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Viktor Hovland reunites with swing coach Joe Mayo, shoots 68 at PGA Championship

3 Min Read


Viktor Hovland of Norway plays his shot from the 12th tee during the first round of the 2024 PGA Championship at Valhalla Golf Club on May 16, 2024, in Louisville, Kentucky. (Andrew Redington/Getty Images)

Viktor Hovland of Norway plays his shot from the 12th tee during the first round of the 2024 PGA Championship at Valhalla Golf Club on May 16, 2024, in Louisville, Kentucky. (Andrew Redington/Getty Images)

    Written by Paul Hodowanic @PaulHodowanic

    LOUISVILLE, Ky. – Viktor Hovland sent a high buttery cut into the setting Louisville sun and looked up to a familiar sight. He and his caddie, Shay Knight, were alone on the Valhalla driving range. A few yards away, PGA club professional Wyatt Worthington had just called it a night. Hovland was the only one left.

    Thursday’s tee time at the PGA Championship was less than 14 hours away, but there was work to do. That booming cut he just hit into the sky felt more like a high push fade to Hovland.

    “There’s always something to work on,” Hovland said.

    Hovland is infamous for late-night practice sessions that outlast volunteers, fans and maintenance workers. It doesn’t matter if he’s contending or missing cuts, Hovland is often burning the midnight oil, working on any idiosyncrasy in his swing. After every few passes at the ball Wednesday night, Hovland stopped to look at swing videos and make some adjustments before returning to his stance.

    After a couple more rips, Hovland grabbed his phone. A notable voice was on the other line – swing coach Joe Mayo.

    In a scene that looked so familiar on the practice range, that was new – at least this year.

    Mayo worked with Hovland during his breakthrough 2023 campaign that featured three wins, a FedExCup trophy and his best chance to win a major at the PGA Championship at Oak Hill. But the two parted ways over the offseason as Hovland wanted a different direction.

    That led to a massively disappointing start to 2024 and a reversal of all the momentum he gained from the FedExCup Playoffs and a 3-1-1 record at the Ryder Cup. So Hovland reached back out last week, hoping Mayo could help rekindle the magic. It didn’t take long to find it.

    “He knows my swing really well. He's really, really smart, and just has a way of looking at my swing and kind of knowing what it is right away,” Hovland said. “(I) felt like I got some really good answers, was able to apply some of the feels right away, and I saw improvement right away.”

    The evidence was there Thursday at Valhalla. Hovland shot 3-under 68 and gained strokes on the field in every area of his game. He made five birdies to two bogeys. Most importantly, he felt under control.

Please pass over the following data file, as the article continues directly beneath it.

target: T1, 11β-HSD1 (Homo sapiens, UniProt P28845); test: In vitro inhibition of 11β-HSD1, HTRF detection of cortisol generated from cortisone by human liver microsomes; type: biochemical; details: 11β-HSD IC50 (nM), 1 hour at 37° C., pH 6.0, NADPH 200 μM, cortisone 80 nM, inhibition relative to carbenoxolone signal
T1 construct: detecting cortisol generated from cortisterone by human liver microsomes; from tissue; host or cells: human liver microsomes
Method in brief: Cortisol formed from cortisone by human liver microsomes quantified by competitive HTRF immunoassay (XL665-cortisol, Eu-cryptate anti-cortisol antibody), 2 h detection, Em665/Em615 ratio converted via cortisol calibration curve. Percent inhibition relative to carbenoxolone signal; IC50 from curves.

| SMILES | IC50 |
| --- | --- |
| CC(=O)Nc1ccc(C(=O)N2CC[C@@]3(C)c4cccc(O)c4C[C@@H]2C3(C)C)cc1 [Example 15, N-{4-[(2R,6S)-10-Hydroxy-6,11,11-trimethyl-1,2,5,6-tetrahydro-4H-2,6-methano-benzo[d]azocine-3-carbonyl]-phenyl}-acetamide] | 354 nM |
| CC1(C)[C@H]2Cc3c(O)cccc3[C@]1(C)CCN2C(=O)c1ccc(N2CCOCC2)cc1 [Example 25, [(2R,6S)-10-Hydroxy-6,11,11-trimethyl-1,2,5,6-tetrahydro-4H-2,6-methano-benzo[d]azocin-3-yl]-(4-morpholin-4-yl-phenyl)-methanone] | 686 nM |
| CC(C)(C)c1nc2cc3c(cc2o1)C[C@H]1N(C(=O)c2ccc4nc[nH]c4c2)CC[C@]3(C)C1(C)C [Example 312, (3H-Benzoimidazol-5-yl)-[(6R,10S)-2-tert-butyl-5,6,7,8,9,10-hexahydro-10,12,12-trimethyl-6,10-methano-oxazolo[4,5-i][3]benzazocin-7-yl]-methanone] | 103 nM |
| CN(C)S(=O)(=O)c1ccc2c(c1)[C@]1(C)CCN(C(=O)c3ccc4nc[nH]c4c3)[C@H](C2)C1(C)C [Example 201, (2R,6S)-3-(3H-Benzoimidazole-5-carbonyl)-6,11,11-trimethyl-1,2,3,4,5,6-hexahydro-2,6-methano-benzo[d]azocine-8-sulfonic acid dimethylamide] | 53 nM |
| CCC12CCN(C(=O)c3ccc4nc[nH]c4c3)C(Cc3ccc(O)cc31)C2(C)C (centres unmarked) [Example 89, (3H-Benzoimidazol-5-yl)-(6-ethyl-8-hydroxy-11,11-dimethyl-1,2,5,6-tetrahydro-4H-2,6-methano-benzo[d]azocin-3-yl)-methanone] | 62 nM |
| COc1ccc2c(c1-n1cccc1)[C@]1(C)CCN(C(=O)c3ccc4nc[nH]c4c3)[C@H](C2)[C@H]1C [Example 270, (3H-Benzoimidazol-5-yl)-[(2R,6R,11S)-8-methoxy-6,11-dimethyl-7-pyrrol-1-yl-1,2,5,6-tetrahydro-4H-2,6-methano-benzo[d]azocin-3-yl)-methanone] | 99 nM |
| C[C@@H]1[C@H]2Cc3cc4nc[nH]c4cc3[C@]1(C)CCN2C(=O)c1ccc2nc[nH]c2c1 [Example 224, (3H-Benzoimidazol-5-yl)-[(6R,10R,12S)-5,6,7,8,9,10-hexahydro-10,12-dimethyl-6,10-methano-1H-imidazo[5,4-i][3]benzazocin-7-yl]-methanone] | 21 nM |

Hovland’s time away from Mayo was largely spent trying to achieve heightened control. He left the 2023 season unsure whether his play was sustainable. Sure, he won the BMW Championship and TOUR Championship and played an instrumental role in Team Europe’s decisive victory at the Ryder Cup, but Hovland had nagging worries about his swing. He felt the way he swung it in 2020 and 2021 was more conducive to the consistency he craved.

    He started working with Grant Waite and Dana Dahlquist and went down “other rabbit holes.” Hovland has never shied away from more information. He famously learned how to swing by watching YouTube videos. He still looks there for answers on occasion. His willingness to scour for answers, wherever they may come from, is part of what has made Hovland great.

    It also appeared to be the catalyst for Hovland’s performance dip. The Norwegian entered this week’s PGA Championship without a top 10 this season. He dropped off statistically in every Strokes Gained category, most notably his iron play. The chipping issues, which Mayo helped correct in 2023, returned. He was 113th in SG: Total this season, easily on pace for the worst mark of his career. He was eighth in SG: Total last year.

    Naturally, that led Hovland back to Mayo.

    “I was trying to get back to what is the most natural for me to do instead of going down these other rabbit holes,” Hovland said. “So that's just what we're doing.”

    Hovland will need to sustain his play for much longer than 18 holes. He shot an opening-round 71 at the Masters only to card an 81 the next day and miss the cut.

    But Hovland feels he’s getting back on track. That’s as important as the results.

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